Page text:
In the process of shaping the Yohaku Art Collective, we discovered the concept of
Yohaku Art Collective celebrates the space left empty for joyful art creation, a face-to-face encounter with true needs and longings, and active participation in making sustainable and changes using the arts.
Arts in the Centre
We believe in a world that recognizes arts and creativity as existential aspects of our being human. The space we create through our art-based work offers room for each person or group to discover their resources and come to their full creative potential.
The space left empty is an in-between zone that invites the unknown. It acknowledges the uncertainty and complexity of life without trying to explain or interpret past or current circumstances. It creates a break in familiar modes of coping with life situations and welcomes surprises.
Time and Flow
When we make art, we suspend time and become more present. In the moment of flow lies the potential for something else to arrive: an alternative experience, a touching inspiration, a new possibility, an undiscovered resource. This time is limited, planned, structured and offered to our clients as a gift coming straight from our hearts. It is filled with true attention, resonance, and love for beauty.
The Quality of Space
It is an open, safe, and non-judgmental space that we hold for artistic expression, daring experimentation and sensual experiencing. In this space, we go into an art-based investigation and we peel back the many layers of our being in this world. In the artistic process, we learn to meet the reality of ourselves with humbleness and ease. This space is experienced with curiosity that emerges from the creative process, which opens up to us like a living landscape.
Human beings can express in different ways and prefer diverse media. This is why we are ready to experiment with various art genres. In the space we hold for you, a variety of art forms can come into play, even within one single session. That can include painting, doodling, collaging, music explorations, voice articulation, movement, elements of performance, storytelling, experimental writing, clay work and much more. In the creative process and while we switch from one art form to another, something has a chance to crystalize.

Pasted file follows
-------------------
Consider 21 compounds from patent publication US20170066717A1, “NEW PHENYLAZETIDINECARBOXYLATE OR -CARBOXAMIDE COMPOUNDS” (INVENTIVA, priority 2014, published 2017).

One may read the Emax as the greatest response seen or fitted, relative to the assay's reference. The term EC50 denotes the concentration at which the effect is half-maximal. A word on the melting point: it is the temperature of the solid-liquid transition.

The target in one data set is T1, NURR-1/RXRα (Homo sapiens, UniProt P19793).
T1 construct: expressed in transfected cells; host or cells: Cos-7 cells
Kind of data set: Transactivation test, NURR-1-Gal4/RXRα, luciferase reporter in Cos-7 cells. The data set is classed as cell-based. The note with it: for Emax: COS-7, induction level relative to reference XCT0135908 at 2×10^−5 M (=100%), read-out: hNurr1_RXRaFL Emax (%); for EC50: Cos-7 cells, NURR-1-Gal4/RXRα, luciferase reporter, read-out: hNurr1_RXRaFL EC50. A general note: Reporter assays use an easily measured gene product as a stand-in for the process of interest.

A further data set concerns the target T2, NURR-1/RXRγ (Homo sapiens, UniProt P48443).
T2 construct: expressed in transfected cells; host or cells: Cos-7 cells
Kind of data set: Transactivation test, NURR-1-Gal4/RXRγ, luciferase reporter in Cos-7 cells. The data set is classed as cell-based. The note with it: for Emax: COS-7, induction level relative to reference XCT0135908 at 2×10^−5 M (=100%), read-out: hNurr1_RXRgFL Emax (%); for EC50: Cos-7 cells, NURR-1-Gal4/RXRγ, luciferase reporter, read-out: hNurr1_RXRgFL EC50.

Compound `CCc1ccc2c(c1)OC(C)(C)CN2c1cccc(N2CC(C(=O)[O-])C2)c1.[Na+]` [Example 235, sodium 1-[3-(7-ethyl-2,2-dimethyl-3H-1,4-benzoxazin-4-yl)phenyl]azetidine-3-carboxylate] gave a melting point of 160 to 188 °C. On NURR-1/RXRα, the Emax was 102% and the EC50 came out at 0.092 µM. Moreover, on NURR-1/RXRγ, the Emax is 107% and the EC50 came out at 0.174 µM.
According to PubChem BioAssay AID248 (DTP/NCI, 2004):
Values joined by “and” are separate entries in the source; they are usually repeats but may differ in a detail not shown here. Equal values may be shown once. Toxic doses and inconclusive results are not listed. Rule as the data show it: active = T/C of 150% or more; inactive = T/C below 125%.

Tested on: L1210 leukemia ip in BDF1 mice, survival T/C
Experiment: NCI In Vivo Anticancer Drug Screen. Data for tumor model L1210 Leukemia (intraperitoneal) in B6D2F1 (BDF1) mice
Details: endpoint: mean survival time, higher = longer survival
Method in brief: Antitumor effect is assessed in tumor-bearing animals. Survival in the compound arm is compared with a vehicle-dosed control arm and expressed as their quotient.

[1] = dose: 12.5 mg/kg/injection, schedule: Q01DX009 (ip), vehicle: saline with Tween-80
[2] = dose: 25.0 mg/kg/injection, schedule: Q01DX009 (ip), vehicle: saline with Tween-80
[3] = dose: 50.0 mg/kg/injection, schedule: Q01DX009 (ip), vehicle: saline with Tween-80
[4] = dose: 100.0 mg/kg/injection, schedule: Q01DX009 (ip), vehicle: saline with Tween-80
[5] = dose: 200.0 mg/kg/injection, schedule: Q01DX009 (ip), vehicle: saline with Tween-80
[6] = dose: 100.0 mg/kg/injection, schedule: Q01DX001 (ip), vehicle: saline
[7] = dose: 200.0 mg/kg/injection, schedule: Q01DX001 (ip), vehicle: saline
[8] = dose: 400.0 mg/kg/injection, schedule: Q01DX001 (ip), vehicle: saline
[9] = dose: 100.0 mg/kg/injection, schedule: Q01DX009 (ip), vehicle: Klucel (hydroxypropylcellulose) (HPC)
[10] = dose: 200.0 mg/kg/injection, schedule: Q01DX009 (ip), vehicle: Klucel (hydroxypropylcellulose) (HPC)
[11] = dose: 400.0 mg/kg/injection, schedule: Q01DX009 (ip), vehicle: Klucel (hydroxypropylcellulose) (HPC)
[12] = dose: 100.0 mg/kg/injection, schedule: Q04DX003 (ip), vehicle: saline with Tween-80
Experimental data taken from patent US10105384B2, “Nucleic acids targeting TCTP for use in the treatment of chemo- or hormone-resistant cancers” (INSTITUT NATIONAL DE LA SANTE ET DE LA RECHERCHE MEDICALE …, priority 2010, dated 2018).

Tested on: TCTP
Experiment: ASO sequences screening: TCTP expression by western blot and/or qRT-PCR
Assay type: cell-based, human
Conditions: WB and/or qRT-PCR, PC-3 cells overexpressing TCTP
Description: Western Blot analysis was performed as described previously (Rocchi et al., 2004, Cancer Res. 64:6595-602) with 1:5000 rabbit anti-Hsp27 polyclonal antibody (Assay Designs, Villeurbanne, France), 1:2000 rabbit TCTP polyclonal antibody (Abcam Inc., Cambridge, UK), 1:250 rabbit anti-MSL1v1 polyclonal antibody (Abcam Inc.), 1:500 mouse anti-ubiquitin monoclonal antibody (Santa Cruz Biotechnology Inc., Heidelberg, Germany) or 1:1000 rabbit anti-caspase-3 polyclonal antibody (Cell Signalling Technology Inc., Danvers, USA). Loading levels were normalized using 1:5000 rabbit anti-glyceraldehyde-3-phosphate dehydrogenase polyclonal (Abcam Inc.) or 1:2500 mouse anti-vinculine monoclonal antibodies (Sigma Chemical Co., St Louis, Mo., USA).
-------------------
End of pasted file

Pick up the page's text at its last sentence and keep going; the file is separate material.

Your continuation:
As adults, we often forget how it is to play and offer creative pleasure to our tired and restricted bodies. We ask all our clients to cultivate a playful attitude and open up to the possibilities emerging in the creative process. This often leads to more ease, openness, relaxation, creates a healthy distance to challenging life situations.
Art as an Opening
Making art generates stillness and invites us to rest and relax into doing. We learn that we can trust the process to guide us through the alternative reality of creative work. Our expressions take an organic shape and manifest in the art-making. Arts transform and change us through the process of creation and along the way we become more connected to ourselves and others.
Progress and Change
Things get clearer and more defined as we progress. Change happens naturally, despite fears, assumptions and judgements about our abilities. And when we come back to reality, we don’t enter through the same door but open a new one within our inner landscape. On the other side of that door, we might see possibilities for a more meaningful life, more fulfilling work and new, exciting connections.
The Beauty of the Void
Yohaku is a space that has been consciously left empty. It represents a pause or a blank point. It implies a meaning in the absence of words or forms. The emptiness of a white space holds a profound beauty. It is mysterious and it promises unlimited access to an infinite potential that is stored within us. By coming face-to-face with emptiness, we can encounter the in-between space that allows for something new to emerge and touch us deeply.
Empty spaces have their own dynamic vitality and support forms emerging around and from them in becoming truly visible. They literally allow objects and shapes to grow fully into the reality of our senses. In the arts, both the creator and the witness can experience the power of a pause. Only in silence, we can truly feel our bodies and sense what is needed.
The empty space of